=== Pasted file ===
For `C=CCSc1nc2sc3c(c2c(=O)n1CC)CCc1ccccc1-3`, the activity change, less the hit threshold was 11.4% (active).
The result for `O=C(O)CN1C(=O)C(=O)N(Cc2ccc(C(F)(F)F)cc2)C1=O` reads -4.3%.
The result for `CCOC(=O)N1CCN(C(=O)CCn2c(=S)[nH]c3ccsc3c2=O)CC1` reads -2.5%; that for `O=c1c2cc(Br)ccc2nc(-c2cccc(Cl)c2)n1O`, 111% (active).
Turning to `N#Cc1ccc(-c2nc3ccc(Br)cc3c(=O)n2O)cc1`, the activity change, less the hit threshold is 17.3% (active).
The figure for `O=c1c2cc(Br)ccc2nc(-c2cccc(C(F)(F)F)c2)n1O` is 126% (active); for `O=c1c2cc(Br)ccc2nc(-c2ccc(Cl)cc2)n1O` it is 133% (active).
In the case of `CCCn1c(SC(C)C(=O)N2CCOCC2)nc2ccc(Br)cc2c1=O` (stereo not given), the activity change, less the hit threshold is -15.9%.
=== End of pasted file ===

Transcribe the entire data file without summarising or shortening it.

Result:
For `C=CCSc1nc2sc3c(c2c(=O)n1CC)CCc1ccccc1-3`, the activity change, less the hit threshold was 11.4% (active).
The result for `O=C(O)CN1C(=O)C(=O)N(Cc2ccc(C(F)(F)F)cc2)C1=O` reads -4.3%.
The result for `CCOC(=O)N1CCN(C(=O)CCn2c(=S)[nH]c3ccsc3c2=O)CC1` reads -2.5%; that for `O=c1c2cc(Br)ccc2nc(-c2cccc(Cl)c2)n1O`, 111% (active).
Turning to `N#Cc1ccc(-c2nc3ccc(Br)cc3c(=O)n2O)cc1`, the activity change, less the hit threshold is 17.3% (active).
The figure for `O=c1c2cc(Br)ccc2nc(-c2cccc(C(F)(F)F)c2)n1O` is 126% (active); for `O=c1c2cc(Br)ccc2nc(-c2ccc(Cl)cc2)n1O` it is 133% (active).
In the case of `CCCn1c(SC(C)C(=O)N2CCOCC2)nc2ccc(Br)cc2c1=O` (stereo not given), the activity change, less the hit threshold is -15.9%.